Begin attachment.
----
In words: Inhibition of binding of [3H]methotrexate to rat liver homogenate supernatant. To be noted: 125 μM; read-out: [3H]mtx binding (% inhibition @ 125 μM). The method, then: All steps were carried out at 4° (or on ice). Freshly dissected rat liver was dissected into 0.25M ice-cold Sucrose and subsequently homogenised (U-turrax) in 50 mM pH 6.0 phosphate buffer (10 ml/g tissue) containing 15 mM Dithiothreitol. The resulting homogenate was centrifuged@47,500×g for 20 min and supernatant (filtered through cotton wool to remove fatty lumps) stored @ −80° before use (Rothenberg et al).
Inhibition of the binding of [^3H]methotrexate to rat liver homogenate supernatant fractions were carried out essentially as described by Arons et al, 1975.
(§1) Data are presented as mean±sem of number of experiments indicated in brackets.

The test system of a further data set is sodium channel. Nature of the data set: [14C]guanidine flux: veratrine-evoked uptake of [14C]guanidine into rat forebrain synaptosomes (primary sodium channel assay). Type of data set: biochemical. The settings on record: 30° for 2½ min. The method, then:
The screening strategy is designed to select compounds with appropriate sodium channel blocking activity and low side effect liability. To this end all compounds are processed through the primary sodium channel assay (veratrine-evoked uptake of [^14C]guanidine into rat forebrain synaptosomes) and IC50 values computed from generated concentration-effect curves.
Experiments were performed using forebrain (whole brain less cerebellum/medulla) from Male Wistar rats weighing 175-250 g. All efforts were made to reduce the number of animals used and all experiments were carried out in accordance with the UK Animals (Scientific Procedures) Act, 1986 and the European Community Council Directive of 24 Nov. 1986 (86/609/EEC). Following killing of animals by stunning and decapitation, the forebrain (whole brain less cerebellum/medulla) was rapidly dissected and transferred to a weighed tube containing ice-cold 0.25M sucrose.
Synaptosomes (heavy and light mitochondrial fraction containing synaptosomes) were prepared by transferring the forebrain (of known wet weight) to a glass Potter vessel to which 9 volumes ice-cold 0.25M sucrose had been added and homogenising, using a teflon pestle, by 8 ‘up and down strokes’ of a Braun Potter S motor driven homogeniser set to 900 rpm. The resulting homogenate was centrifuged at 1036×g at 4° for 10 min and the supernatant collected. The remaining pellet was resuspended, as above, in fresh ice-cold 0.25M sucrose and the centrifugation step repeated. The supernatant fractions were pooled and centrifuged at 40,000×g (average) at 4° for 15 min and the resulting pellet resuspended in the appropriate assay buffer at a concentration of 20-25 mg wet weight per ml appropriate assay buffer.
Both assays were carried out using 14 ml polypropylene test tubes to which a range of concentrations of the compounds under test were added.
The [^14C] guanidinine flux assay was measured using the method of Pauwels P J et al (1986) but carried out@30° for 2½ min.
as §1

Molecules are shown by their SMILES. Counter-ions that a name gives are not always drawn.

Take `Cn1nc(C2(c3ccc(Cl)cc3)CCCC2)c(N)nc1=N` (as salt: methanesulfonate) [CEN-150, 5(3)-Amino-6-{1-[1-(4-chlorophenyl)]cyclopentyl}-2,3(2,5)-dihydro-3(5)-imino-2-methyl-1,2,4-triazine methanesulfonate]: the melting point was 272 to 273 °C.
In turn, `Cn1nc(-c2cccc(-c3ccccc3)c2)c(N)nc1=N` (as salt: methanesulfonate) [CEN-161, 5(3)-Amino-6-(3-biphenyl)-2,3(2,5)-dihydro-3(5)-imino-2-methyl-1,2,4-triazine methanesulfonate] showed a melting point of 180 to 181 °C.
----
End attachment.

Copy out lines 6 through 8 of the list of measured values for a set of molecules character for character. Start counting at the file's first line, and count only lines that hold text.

Experiments were performed using forebrain (whole brain less cerebellum/medulla) from Male Wistar rats weighing 175-250 g. All efforts were made to reduce the number of animals used and all experiments were carried out in accordance with the UK Animals (Scientific Procedures) Act, 1986 and the European Community Council Directive of 24 Nov. 1986 (86/609/EEC). Following killing of animals by stunning and decapitation, the forebrain (whole brain less cerebellum/medulla) was rapidly dissected and transferred to a weighed tube containing ice-cold 0.25M sucrose.
Synaptosomes (heavy and light mitochondrial fraction containing synaptosomes) were prepared by transferring the forebrain (of known wet weight) to a glass Potter vessel to which 9 volumes ice-cold 0.25M sucrose had been added and homogenising, using a teflon pestle, by 8 ‘up and down strokes’ of a Braun Potter S motor driven homogeniser set to 900 rpm. The resulting homogenate was centrifuged at 1036×g at 4° for 10 min and the supernatant collected. The remaining pellet was resuspended, as above, in fresh ice-cold 0.25M sucrose and the centrifugation step repeated. The supernatant fractions were pooled and centrifuged at 40,000×g (average) at 4° for 15 min and the resulting pellet resuspended in the appropriate assay buffer at a concentration of 20-25 mg wet weight per ml appropriate assay buffer.
Both assays were carried out using 14 ml polypropylene test tubes to which a range of concentrations of the compounds under test were added.